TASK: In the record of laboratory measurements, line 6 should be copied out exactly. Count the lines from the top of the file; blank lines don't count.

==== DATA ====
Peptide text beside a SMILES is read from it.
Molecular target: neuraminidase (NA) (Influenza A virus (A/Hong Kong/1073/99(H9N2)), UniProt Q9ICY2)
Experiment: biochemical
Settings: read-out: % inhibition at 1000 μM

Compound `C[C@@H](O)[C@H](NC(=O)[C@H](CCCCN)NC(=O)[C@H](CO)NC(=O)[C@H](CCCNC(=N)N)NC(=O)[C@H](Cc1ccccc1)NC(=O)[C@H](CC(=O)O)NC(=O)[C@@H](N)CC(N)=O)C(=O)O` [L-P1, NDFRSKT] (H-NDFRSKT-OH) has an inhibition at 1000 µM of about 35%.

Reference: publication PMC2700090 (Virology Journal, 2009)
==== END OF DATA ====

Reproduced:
Reference: publication PMC2700090 (Virology Journal, 2009)